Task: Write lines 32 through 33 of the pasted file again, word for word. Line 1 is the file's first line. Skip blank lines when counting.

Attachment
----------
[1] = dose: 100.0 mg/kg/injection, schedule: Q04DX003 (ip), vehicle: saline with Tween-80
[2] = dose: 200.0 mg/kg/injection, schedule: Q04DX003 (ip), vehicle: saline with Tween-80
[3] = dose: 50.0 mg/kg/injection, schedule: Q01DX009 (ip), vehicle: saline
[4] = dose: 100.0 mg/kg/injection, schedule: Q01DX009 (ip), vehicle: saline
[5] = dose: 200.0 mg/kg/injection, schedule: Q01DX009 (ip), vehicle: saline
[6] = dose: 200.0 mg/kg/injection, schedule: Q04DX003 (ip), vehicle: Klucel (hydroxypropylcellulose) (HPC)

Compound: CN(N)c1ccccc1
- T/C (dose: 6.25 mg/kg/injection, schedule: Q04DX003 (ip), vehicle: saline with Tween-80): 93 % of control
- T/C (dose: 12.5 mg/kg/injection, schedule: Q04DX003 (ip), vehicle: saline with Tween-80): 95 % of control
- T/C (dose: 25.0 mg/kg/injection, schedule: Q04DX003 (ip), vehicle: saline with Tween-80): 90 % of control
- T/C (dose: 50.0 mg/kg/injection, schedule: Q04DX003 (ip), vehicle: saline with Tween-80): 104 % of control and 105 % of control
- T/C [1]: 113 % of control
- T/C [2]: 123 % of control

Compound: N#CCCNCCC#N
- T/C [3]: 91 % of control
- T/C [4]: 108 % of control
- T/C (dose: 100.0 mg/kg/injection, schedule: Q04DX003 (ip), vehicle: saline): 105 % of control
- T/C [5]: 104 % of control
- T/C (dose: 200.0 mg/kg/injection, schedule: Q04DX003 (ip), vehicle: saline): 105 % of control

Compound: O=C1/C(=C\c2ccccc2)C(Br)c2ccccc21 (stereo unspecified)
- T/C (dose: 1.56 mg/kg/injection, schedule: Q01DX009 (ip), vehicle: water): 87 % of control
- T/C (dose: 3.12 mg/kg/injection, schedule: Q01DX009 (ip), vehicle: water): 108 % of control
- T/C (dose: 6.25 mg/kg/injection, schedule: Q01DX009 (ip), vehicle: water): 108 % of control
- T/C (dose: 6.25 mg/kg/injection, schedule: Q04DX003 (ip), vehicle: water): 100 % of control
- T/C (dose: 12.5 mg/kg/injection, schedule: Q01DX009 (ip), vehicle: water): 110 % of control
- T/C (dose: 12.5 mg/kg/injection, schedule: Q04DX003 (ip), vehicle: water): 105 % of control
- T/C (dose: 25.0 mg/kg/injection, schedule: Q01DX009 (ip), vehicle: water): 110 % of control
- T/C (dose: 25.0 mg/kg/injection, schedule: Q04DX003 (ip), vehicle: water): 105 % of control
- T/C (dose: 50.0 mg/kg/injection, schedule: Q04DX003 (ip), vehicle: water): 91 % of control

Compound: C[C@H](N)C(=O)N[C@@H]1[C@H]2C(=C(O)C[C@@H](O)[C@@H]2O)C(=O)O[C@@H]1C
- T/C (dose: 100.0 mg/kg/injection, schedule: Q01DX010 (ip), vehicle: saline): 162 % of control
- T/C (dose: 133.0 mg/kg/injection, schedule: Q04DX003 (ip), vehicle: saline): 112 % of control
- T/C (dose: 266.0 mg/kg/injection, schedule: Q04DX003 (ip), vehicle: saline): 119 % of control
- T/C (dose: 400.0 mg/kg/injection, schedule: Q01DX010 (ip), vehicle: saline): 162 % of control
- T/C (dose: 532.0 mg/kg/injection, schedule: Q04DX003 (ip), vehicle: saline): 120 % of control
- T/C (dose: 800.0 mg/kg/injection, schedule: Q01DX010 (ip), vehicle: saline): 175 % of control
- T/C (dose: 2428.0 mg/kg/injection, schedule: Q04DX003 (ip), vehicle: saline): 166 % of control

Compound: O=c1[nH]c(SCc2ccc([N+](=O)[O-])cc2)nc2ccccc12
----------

- T/C (dose: 133.0 mg/kg/injection, schedule: Q04DX003 (ip), vehicle: saline): 112 % of control
- T/C (dose: 266.0 mg/kg/injection, schedule: Q04DX003 (ip), vehicle: saline): 119 % of control